AMPHIBIAWEB
Nectophrynoides frontierei
family: Bufonidae
 
Species Description: Menegon M, Salvidio S, Loader SP 2004 Five new species of Nectophrynoides Noble 1926 (Amphibia Anura Bufonidae) from the Eastern Arc Mountains, Tanzania. Trop. Zool. 17:97-121
Conservation Status (definitions)
IUCN (Red List) Status Data Deficient (DD)
CITES
Other International Status None
National Status None
Regional Status None

Country distribution from AmphibiaWeb's database: Tanzania, United Republic of

 

View distribution map using BerkeleyMapper.

   

From the Encyclopedia of Life account:

Etymology

This species is named for the organisation Frontier-Tanzania, whose members collected the type series of this species and have also made significant contributions to understanding the biological diversity of Tanzania.


Author: Zimkus, Breda
License: http://creativecommons.org/licenses/by-nc/3.0/

Taxonomic Notes

This species is known only from two males that were captured in pitfall traps near a stream in 1999 (Menegon and Loader, 2004; Harper et al., 2010).


Author: Zimkus, Breda
License: http://creativecommons.org/licenses/by-nc/3.0/

Distribution

This species is known only from Amani Nature Reserve, in the East Usambara Mountains, north-eastern Tanzania (Menegon and Loader, 2004).


Author: Zimkus, Breda
License: http://creativecommons.org/licenses/by-nc/3.0/

Morphology

This species is small Nectophrynoides with a moderately robust body. Head longer than wide. The tympanum is faintly discernible on both sides of the head. Reflection of the skin on the left side reveals a clear annulus and tympanum. A columella is not clearly visible. The auditory apparatus is evidently partially degenerate. The pupil is horizontal pupil, and the eye is visible ventrally. Sides of the head are vertical. Canthus rostralis is slightly concave, with the snout extending beyond the upper lip. Parotoid glands are absent; skin of the parotoid region with a few small, separated, rounded to oval glands. A glandular ridge on outer edge of eyelids is present. Nostrils are closer to the tip of snout than to eye, below the level of the canthus rostralis and directed laterally. Webbing on hands is absent and only found at the base of the toes. Fingertips are rounded or pointed but not expanded or truncated. One metacarpal tubercle and two sub-equal metatarsal tubercles are present. The tibia/foot ratio is 1.16 in the holotype (Menegon et al., 2004).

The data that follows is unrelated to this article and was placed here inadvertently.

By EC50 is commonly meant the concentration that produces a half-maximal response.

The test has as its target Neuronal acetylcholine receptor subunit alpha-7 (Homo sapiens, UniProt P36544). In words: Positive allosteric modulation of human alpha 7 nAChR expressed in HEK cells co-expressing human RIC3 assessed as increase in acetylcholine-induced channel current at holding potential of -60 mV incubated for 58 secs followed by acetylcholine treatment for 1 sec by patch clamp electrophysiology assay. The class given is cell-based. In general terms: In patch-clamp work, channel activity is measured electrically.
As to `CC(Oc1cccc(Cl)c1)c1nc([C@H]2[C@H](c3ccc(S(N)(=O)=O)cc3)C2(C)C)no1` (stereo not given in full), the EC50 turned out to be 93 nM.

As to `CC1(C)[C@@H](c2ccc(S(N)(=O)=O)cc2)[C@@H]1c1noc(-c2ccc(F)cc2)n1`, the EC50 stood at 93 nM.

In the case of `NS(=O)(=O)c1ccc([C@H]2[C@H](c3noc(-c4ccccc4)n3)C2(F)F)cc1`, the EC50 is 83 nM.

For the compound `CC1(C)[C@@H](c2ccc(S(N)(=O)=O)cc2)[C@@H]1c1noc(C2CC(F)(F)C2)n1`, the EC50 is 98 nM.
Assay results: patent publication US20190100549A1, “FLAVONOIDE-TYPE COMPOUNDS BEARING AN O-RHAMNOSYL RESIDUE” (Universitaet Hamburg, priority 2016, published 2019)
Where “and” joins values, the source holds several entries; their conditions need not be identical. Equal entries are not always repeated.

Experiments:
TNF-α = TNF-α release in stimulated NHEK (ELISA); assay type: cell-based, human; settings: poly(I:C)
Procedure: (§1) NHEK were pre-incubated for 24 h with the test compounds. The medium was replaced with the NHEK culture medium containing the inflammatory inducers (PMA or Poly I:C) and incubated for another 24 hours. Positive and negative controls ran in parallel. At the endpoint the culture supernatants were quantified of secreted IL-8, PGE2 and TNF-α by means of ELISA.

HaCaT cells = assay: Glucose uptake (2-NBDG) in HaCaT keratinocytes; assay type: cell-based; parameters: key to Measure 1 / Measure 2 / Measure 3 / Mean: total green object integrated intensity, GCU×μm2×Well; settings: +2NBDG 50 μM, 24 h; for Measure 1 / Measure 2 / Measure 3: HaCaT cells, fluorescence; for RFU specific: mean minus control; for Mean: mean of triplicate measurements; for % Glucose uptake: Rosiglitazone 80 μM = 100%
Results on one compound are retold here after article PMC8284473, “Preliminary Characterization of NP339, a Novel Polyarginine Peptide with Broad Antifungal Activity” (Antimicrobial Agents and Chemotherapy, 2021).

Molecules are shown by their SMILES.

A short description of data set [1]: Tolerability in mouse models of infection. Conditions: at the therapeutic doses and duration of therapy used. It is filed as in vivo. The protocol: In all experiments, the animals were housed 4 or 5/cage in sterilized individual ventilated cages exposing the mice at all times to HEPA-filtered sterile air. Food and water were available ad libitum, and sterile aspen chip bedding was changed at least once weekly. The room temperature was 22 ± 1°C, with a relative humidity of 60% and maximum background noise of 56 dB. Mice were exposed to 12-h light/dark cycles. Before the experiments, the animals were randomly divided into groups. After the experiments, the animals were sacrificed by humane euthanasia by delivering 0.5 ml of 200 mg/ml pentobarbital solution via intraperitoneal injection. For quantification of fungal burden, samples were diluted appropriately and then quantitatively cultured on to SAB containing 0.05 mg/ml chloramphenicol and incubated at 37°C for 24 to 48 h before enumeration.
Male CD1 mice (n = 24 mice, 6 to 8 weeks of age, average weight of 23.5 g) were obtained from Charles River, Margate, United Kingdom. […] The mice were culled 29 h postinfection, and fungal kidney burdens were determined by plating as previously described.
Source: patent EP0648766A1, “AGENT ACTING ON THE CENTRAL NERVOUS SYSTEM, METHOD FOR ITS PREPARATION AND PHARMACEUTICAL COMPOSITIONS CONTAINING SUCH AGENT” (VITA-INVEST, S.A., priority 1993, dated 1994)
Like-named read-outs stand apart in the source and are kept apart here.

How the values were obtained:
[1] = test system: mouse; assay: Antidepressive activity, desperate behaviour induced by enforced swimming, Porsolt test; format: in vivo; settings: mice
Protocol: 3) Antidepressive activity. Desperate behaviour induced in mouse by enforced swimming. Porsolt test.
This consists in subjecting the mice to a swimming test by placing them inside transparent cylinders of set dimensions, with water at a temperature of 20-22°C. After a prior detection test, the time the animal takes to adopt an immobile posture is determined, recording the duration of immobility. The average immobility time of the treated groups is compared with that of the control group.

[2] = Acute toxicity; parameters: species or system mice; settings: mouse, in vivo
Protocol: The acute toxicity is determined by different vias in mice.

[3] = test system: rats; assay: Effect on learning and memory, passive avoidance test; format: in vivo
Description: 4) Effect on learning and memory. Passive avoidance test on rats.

The dorsal ground colour is a uniform light brown, with lighter areas corresponding to layers of skin that were probably being shed. The skin is uniformly covered by melanophores, except for the belly and the inferior part of the limbs, where they are less numerous. Light blotches are present on the urostyle region and on the inner side of the thigh. The belly and throat are pale grey with sparse melanophores. Ground colour in life was brown with a faint hourglass pattern. The belly was grey with white speckling. Head and limbs were light brown above and white below. Iris in life was golden (Menegon et al., 2004).


Author: Zimkus, Breda
License: http://creativecommons.org/licenses/by-nc/3.0/

Size

The male holotype measured 18.3 mm in snout-vent length (Menegon et al., 2004).


Author: Zimkus, Breda
License: http://creativecommons.org/licenses/by-nc/3.0/